The ‘Edinburgh Consensus’

I was born in Edinburgh:

 

It was by accident that I learned that this “consensus” has been “operationalised” across the NHS.

 

This  small group consensus needs to explain how Alzheimer’s disease can accurately be distinguished from clinical dementia otherwise great harm could result.

I was made aware of this “consensus” only this week following request from Professor Craig Ritchie to identify patients from our clinics to be involved in research. I am afraid that I found the request somewhat confusing. It began:

“We have a broad programme of research in European Prevention of Alzheimer’s Dementia (EPAD) to look at the impact of disclosure of risk status in people with preclinical or prodromal dementia (previously referred to as MCI).”

Yet continued:

“We know that the evidence base to be able to accurately predict risk needs some growing and that is the main purpose of the EPAD Cohort and PREVENT Dementia Cohort”

and confirmed:

“In a vast programme of research we are lucky enough to be leading from Edinburgh.”


This post – the Parabolic Pattern – is based on established epidemiology and hopefully explains why I have significant reservations about the current scientific understanding that shapes the “Edinburgh consensus”.

My concern is that early diagnosis has been conflated with prevention.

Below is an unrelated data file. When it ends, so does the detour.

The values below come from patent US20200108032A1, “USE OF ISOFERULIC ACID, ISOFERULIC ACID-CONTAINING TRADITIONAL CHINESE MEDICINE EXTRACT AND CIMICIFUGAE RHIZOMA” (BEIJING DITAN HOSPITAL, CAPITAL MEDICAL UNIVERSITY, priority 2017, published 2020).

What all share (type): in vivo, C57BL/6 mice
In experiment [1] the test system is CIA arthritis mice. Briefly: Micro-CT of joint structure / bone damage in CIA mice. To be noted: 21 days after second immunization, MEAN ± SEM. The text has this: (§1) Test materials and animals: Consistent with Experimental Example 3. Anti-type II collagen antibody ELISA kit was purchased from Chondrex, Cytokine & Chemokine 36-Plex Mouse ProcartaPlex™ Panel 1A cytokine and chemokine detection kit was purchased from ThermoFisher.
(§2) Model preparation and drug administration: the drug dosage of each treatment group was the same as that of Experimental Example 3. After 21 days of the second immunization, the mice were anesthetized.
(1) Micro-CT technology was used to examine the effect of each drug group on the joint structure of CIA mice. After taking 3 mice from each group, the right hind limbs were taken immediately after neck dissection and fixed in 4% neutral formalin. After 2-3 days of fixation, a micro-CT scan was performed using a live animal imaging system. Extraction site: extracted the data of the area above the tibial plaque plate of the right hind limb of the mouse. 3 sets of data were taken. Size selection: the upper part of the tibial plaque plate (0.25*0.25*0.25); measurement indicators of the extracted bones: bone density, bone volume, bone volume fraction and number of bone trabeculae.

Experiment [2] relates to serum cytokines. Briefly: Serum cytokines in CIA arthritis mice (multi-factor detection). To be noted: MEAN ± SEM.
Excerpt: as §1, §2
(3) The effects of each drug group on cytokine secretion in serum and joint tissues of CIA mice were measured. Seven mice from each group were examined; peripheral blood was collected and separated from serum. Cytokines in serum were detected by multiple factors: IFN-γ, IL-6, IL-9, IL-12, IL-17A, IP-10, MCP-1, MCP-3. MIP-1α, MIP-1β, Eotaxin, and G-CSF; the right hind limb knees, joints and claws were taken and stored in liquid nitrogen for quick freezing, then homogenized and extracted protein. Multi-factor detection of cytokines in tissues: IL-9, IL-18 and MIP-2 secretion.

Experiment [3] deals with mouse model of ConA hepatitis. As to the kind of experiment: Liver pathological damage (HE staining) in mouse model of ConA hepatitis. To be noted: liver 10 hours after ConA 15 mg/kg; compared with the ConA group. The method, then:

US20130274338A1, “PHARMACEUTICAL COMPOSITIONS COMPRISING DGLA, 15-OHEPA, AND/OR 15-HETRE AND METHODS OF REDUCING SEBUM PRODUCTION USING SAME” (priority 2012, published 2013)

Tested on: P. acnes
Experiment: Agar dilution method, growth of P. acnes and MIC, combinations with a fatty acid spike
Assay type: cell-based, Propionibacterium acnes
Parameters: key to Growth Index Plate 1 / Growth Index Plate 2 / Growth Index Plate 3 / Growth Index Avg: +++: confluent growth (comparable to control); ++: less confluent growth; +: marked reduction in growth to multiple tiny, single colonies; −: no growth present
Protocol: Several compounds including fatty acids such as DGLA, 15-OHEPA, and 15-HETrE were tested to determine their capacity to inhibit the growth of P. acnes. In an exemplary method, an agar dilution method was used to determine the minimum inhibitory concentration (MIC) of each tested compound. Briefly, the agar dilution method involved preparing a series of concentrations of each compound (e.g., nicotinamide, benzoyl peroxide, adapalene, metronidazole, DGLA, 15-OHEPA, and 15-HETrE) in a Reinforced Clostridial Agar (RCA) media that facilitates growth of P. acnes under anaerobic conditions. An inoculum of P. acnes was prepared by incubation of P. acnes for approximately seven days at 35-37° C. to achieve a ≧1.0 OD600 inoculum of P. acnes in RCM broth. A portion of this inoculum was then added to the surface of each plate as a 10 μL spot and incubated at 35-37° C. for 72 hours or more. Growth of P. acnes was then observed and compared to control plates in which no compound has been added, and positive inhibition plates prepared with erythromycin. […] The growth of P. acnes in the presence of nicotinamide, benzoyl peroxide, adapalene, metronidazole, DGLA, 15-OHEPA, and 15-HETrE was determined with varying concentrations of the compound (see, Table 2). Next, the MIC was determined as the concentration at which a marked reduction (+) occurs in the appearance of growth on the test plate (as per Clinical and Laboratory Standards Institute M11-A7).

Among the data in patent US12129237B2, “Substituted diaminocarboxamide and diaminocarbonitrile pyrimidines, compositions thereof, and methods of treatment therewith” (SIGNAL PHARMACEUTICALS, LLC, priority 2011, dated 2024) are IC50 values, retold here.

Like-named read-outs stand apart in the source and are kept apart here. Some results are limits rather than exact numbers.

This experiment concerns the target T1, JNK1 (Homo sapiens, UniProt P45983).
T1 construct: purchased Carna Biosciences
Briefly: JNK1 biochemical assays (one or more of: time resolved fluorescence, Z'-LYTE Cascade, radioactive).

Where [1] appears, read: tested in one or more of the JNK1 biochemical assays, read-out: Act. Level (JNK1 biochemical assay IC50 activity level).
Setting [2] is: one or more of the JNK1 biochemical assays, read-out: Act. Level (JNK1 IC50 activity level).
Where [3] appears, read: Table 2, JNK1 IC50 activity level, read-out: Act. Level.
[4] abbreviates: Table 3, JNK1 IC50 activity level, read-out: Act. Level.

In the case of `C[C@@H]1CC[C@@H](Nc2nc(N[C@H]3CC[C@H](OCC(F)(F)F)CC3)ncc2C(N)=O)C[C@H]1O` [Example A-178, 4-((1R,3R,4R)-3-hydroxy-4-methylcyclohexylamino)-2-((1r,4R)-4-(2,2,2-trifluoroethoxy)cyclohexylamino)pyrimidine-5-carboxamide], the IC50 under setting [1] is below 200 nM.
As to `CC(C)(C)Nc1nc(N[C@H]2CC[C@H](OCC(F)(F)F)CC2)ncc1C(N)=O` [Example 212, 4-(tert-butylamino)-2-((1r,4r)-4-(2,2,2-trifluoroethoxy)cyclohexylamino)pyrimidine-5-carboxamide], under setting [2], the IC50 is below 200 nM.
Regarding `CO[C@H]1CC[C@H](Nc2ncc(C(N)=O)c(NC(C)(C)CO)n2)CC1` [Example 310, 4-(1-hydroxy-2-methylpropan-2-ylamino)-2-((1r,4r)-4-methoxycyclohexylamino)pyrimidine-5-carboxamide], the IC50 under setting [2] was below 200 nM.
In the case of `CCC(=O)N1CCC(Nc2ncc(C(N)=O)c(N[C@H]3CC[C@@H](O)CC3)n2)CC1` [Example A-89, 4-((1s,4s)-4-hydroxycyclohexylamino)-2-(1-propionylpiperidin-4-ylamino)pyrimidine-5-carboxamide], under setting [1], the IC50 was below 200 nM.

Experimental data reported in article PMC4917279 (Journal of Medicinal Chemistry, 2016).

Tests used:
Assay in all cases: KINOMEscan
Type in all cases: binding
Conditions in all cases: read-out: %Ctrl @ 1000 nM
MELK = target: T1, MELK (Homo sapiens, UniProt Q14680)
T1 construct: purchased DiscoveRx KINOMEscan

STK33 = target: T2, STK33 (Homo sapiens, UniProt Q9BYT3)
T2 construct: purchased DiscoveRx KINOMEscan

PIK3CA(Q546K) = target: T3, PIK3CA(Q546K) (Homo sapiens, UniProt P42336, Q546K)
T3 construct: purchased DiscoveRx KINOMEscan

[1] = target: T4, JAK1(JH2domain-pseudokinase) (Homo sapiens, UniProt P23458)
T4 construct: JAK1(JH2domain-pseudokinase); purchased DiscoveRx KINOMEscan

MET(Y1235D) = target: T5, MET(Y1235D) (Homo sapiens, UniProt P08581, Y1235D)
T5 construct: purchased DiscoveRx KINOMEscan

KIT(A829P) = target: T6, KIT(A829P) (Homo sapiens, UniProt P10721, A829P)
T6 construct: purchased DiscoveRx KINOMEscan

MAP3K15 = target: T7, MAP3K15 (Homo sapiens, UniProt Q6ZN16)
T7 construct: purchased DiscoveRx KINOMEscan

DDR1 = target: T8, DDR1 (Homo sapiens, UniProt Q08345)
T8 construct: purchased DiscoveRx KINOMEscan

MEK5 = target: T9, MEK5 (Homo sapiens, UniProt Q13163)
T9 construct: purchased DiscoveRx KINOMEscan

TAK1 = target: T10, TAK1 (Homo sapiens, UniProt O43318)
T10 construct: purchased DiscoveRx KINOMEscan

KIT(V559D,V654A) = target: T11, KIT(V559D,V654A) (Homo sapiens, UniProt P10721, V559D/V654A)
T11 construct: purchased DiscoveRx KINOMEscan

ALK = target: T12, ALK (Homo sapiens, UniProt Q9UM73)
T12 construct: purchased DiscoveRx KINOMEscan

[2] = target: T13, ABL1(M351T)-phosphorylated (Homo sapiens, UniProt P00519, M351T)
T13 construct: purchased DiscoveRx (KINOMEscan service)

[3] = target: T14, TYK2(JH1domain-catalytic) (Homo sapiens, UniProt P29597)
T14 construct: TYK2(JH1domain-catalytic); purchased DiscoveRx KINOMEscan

I fully support EPAD but I am concerned that the opening statement of the Edinburgh Consensus may indicate that one of the significant driving forces in reclassifying mild cognitive impairment (MCI) is the pharmaceutical industry. The Edinburgh Consensus begins “This commentary discusses the disease-modifying treatments for Azheimer’s disease which seem likely to appear in the next few years.”

Scottish Development International provides the backdrop:


The same day that I learned about the Edinburgh Consensus, this letter by Dr Mike Devine was published in the BMJ:

The following is a response that I have submitted to the BMJ:

I share Dr Devine’s professional approach to patient-centred diagnosis of dementia (1)

This approach was enshrined by the Glasgow Declaration of 2014, which has been signed by 153 policy makers (including 84 MEPs) from 25 European countries along with 205 separate organisations (2)

The same day that I was reading Dr Devine’s letter I was sent a communication about the “Edinburgh Consensus” (3). I was not aware of the Edinburgh Consensus until I received this communication which confirmed “the operationalisation of the Edinburgh Consensus which is on-going with NHS England and NHS Scotland.” I have practised in NHS Scotland for 25 years, I am a specialist in dementia, and I was born In Edinburgh.

The “Edinburgh Consensus” provides this context: “This commentary discusses the implications of disease-modifying treatments for Alzheimer’s disease which seem likely to appear in the next few years and results from a meeting of British experts in neurodegenerative diseases in Edinburgh. The availability of such treatments would help change public and professional attitudes and accelerate engagement with the prodromal and preclinical populations who might benefit from them. However, this would require an updated understanding of Alzheimer’s disease, namely the important distinction between Alzheimer’s disease and Alzheimer’s dementia”.

I worry about the potential for harm in conflating risk with disease, especially when understandings are still very much in development (4) The potential for over-medicalization and inverse care cannot be ignored.

Have we here further examples of divides? Between Glasgow, and its Declaration, and Edinburgh and its Consensus?